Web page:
My friend Uke sent me Naomi Wolf’s The Treehouse a few weeks ago. This morning I woke before dawn to visit the bathroom, and returned to bed with stomach roiling and head full of tasks for the coming work day. After half an hour of that, I turned on the light and opened the book, to finish it, tears rolling down my face.
Wolf’s father, a professor and poet, based his life and his teaching on identifying, cultivating and cherishing one’s unique creative purpose. He defined that creative purpose as anything one has a passion for, be it house painting or oil painting, sales or science. As long as one loves it, and one devotes oneself to it.
I haven’t fully identified why yet, but even talking about the book makes me cry.
Last Sunday morning, I picked my mom up from the airport and drove her down to East Aurora, a town of 6,600, about half an hour south of Buffalo. My new apartment, which I plan to move into this coming Sunday, has one room big enough for a bed and loveseat, a rounded doorway into an eat-in kitchen with white cabinets, and a a claw-footed bathtub with flowers painted on it years ago in gold and teal. A little gas stove heats the main room. The windows look out on familial yards bedecked with autumn leaves and plastic slides.
While wiping out the cabinets and sanitizing the bathroom, she and I caught up on the past few weeks. I ran a sponge over the molding with the same care I used to paint small pieces of dollhouse furniture. After contemplating various ways of leaving Buffalo for the past two months, I had finally realized that the only thing I truly needed was my own space. This apartment, in a town with a Main Street that has managed to keep it theater open and showing current movies, represents that autonomy, an escape from Buffalo’s less-than-lovely landscapes, and a symbolic retreat from the pain I’ve caused and experienced romantically this year.
I gravitate to cities to find romance, that rapturous moment in the circle of light a streetlamp casts against the night sky and looming, shadowed skyscrapers. Fairly or not, I do not expect rapturous connection from a town where men in work boots eat their hash browns with ketchup at the local diner. And that’s part of the reason I’m moving there.
Finished, we locked up the dollhouse and drove back toward Buffalo. As the thruway wound into downtown, I described an episode in The Treehouse when Wolf and her father meet with a landscaper to discuss the overgrown property around the nineteenth century house she’s bought in update New York. Instead of taking the conversation for granted as many would when discussing a project with hired help, Wolf’s father catches a stray comment the man makes about the landscape’s potential. He responds as one artist to another, encouraging him to express himself. The next thing they know, the gratified gardener has tamed the scrub, uncovered the land’s beauty, installed a tiny mailbox outside their daughter’s treehouse, handing in a bill at the end that “barely covered his expenses,” according to Wolf.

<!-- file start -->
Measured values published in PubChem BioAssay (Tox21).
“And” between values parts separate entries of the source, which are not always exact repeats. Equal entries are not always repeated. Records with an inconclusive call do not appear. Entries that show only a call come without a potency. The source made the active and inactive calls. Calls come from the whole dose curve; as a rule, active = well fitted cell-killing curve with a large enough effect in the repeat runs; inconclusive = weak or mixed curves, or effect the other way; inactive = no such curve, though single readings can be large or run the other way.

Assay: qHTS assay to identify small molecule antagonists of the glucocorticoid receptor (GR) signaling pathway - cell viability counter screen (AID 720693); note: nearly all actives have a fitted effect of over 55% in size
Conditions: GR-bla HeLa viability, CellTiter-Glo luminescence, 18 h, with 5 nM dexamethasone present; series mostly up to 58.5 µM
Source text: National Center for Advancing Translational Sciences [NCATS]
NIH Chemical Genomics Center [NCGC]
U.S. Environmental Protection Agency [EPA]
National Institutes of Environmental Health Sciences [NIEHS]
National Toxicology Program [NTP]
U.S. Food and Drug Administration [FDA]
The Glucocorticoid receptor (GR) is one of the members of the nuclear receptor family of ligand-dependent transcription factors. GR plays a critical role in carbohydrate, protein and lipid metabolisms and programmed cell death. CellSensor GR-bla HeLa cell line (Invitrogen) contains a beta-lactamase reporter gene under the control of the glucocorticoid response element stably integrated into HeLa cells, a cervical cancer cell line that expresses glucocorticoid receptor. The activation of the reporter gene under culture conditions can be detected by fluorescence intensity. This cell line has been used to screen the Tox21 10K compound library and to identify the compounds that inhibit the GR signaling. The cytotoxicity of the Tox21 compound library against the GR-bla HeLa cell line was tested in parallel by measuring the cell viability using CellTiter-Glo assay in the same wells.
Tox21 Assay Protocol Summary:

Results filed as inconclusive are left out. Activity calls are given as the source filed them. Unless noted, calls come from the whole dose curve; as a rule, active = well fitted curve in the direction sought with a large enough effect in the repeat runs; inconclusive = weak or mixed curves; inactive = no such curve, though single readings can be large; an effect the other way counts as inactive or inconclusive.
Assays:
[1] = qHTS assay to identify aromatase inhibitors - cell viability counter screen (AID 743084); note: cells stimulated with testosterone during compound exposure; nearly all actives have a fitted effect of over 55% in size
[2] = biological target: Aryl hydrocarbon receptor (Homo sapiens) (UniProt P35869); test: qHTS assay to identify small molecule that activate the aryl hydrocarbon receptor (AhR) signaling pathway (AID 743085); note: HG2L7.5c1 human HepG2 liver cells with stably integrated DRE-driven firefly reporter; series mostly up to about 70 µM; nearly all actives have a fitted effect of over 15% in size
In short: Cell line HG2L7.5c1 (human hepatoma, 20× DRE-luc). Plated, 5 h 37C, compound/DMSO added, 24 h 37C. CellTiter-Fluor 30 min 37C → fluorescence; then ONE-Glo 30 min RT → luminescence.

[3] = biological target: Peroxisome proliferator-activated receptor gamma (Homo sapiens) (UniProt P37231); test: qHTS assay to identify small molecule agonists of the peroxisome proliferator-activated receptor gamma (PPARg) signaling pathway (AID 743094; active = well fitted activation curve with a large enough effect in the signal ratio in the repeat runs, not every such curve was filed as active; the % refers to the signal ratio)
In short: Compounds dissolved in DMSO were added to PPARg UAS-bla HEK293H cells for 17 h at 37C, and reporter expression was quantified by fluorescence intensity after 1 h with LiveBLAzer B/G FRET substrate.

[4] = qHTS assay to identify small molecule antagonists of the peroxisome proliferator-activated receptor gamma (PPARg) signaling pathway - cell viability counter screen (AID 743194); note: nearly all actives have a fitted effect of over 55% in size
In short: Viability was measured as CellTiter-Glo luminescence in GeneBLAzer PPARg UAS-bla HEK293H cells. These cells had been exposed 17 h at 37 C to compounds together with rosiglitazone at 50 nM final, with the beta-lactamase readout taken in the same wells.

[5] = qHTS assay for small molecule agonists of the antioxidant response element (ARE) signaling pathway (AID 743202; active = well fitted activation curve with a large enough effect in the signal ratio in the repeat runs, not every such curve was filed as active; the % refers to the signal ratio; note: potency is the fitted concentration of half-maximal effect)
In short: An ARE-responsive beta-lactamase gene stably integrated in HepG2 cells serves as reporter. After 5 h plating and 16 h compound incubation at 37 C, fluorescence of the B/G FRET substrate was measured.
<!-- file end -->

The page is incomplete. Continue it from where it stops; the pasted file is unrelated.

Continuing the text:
I choked up relating the story, apologizing to my mom, who assured me it was all right to cry. Ordinarily I agree, but I felt disconcerted as I blinked away my tears. I needed to change lanes and get off the thruway, but instead I was sobbing about a man recognizing another man’s vision… of bushes.
I haven’t had a decent night’s sleep in a week and a half, struggling with my brother’s snoring from the other side of the room (as he does with mine), the animals hopping on and off my bed, the multitude of projects awaiting me the next morning at work, and the random aspects of a new venture, such as moving to the country, that only occur to someone at two in the morning.
Tomorrow I’ll turn twenty-eight still a virgin to car ownership, but moving to the country means I have to buy one, and soon. I’ve never driven in the snow, much less gone to the DMV to change a title, or bought liability insurance. But just when these sharp fears prick my thoughts late at night, I ask myself, Do you still want to do this? And the answer is, Of course.
The other night Dawn and I stood in a friend’s kitchen, in our Halloween costumes, hiding from the other partygoers and drinking beer from plastic cups. Leaning on the counter, I finally articulated my philosophy about this decision to move to East Aurora. This, I told her, waving my cup and teetering on my heels, is a constructive adventure. As opposed to throwing away my job, shipping my belongings upstate with my brother, and moving across the country, like I did when frustrated last year, I’m keeping my job, and carting my belongings to an apartment only half an hour away. The car is a responsibility that seems progressive, mature, all that practical stuff I rarely think about.
But until I find myself safely ensconced in that dollhouse, with a car of my own in the driveway, and a few trips to work under my belt, I’ll probably continue to lay awake at night. In those wee sma’s, I don’t know what I’ll read now that I’ve finished soaking up Leonard Wolf’s philosophy about creative individuality.
Maybe the next sleepless night I have, I’ll contemplate the tears that came when I described Wolf’s landscape artist. It sounds like a gloomy topic, tears, but like Leonard Wolf, I believe in a universe that helps those who listen to inexplicable tears. I’ve spent much of the past year trying to carve out a new life for myself and giving my mom some emotional support to do the same. And after a year of that, I’m crying on the thruway, envying the recognition another artist has received.
This is not gloomy, this is redemptive, and just in time. I’ll take myself to the dollhouse and make myself a cup of cider, while the leaves fall outside. I’ll have that long overdue talk with my inner landscape artist. She longs for someone to hear her vision of how to turn bracken and scrub into a rolling vista. And we’ll figure something out. We usually do.